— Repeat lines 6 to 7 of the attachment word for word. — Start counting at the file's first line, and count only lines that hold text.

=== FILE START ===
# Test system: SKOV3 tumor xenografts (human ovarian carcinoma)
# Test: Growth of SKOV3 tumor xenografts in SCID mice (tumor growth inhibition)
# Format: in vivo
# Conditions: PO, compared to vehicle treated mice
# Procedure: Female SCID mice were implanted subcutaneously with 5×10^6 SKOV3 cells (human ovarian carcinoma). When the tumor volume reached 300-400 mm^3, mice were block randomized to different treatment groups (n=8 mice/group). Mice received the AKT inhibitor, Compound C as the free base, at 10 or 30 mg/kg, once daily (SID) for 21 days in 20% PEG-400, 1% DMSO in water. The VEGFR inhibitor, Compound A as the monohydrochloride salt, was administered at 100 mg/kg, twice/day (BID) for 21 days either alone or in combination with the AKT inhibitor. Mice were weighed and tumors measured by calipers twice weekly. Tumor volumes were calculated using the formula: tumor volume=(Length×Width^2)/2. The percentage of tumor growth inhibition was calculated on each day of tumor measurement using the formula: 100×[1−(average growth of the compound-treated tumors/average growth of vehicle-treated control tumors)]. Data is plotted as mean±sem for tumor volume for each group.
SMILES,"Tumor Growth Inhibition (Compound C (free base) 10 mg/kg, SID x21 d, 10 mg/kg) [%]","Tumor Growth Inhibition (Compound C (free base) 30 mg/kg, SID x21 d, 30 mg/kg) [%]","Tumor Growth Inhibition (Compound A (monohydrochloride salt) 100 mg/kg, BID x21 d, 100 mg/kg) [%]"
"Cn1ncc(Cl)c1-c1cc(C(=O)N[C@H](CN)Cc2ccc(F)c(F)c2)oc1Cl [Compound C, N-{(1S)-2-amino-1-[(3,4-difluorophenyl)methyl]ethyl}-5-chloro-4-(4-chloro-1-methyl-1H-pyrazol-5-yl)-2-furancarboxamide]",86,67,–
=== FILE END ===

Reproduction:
SMILES,"Tumor Growth Inhibition (Compound C (free base) 10 mg/kg, SID x21 d, 10 mg/kg) [%]","Tumor Growth Inhibition (Compound C (free base) 30 mg/kg, SID x21 d, 30 mg/kg) [%]","Tumor Growth Inhibition (Compound A (monohydrochloride salt) 100 mg/kg, BID x21 d, 100 mg/kg) [%]"
"Cn1ncc(Cl)c1-c1cc(C(=O)N[C@H](CN)Cc2ccc(F)c(F)c2)oc1Cl [Compound C, N-{(1S)-2-amino-1-[(3,4-difluorophenyl)methyl]ethyl}-5-chloro-4-(4-chloro-1-methyl-1H-pyrazol-5-yl)-2-furancarboxamide]",86,67,–